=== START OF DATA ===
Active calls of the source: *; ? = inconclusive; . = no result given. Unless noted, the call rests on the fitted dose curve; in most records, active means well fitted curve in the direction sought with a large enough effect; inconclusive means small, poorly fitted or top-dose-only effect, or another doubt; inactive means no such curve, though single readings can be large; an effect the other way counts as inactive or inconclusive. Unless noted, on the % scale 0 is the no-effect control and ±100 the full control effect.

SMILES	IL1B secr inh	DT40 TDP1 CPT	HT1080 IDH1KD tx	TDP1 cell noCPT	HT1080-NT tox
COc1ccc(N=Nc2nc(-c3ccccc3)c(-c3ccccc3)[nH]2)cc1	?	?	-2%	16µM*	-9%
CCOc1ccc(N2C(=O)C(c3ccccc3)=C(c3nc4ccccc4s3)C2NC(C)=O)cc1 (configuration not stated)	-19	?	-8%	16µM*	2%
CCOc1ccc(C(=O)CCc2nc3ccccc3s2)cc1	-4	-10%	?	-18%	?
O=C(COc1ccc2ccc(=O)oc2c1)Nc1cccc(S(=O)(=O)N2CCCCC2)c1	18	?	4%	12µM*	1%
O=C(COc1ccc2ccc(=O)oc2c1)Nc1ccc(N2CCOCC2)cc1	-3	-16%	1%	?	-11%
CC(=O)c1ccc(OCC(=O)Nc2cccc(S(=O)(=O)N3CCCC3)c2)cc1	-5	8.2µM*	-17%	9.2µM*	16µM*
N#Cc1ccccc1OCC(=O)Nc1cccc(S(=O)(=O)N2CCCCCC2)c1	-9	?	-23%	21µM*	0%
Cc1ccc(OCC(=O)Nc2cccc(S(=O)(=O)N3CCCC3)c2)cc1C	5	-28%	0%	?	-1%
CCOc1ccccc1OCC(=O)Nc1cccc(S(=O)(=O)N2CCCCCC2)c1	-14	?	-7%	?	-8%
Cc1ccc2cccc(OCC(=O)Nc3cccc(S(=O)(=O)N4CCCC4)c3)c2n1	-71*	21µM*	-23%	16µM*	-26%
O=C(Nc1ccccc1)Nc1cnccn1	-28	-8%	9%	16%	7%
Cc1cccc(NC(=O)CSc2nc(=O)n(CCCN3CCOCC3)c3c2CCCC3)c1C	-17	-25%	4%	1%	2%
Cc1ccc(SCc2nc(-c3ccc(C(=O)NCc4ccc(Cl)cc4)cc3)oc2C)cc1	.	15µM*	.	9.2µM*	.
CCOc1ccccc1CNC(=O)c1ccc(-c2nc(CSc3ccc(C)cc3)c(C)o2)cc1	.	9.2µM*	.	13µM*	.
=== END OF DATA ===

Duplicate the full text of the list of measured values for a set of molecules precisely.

Active calls of the source: *; ? = inconclusive; . = no result given. Unless noted, the call rests on the fitted dose curve; in most records, active means well fitted curve in the direction sought with a large enough effect; inconclusive means small, poorly fitted or top-dose-only effect, or another doubt; inactive means no such curve, though single readings can be large; an effect the other way counts as inactive or inconclusive. Unless noted, on the % scale 0 is the no-effect control and ±100 the full control effect.

SMILES	IL1B secr inh	DT40 TDP1 CPT	HT1080 IDH1KD tx	TDP1 cell noCPT	HT1080-NT tox
COc1ccc(N=Nc2nc(-c3ccccc3)c(-c3ccccc3)[nH]2)cc1	?	?	-2%	16µM*	-9%
CCOc1ccc(N2C(=O)C(c3ccccc3)=C(c3nc4ccccc4s3)C2NC(C)=O)cc1 (configuration not stated)	-19	?	-8%	16µM*	2%
CCOc1ccc(C(=O)CCc2nc3ccccc3s2)cc1	-4	-10%	?	-18%	?
O=C(COc1ccc2ccc(=O)oc2c1)Nc1cccc(S(=O)(=O)N2CCCCC2)c1	18	?	4%	12µM*	1%
O=C(COc1ccc2ccc(=O)oc2c1)Nc1ccc(N2CCOCC2)cc1	-3	-16%	1%	?	-11%
CC(=O)c1ccc(OCC(=O)Nc2cccc(S(=O)(=O)N3CCCC3)c2)cc1	-5	8.2µM*	-17%	9.2µM*	16µM*
N#Cc1ccccc1OCC(=O)Nc1cccc(S(=O)(=O)N2CCCCCC2)c1	-9	?	-23%	21µM*	0%
Cc1ccc(OCC(=O)Nc2cccc(S(=O)(=O)N3CCCC3)c2)cc1C	5	-28%	0%	?	-1%
CCOc1ccccc1OCC(=O)Nc1cccc(S(=O)(=O)N2CCCCCC2)c1	-14	?	-7%	?	-8%
Cc1ccc2cccc(OCC(=O)Nc3cccc(S(=O)(=O)N4CCCC4)c3)c2n1	-71*	21µM*	-23%	16µM*	-26%
O=C(Nc1ccccc1)Nc1cnccn1	-28	-8%	9%	16%	7%
Cc1cccc(NC(=O)CSc2nc(=O)n(CCCN3CCOCC3)c3c2CCCC3)c1C	-17	-25%	4%	1%	2%
Cc1ccc(SCc2nc(-c3ccc(C(=O)NCc4ccc(Cl)cc4)cc3)oc2C)cc1	.	15µM*	.	9.2µM*	.
CCOc1ccccc1CNC(=O)c1ccc(-c2nc(CSc3ccc(C)cc3)c(C)o2)cc1	.	9.2µM*	.	13µM*	.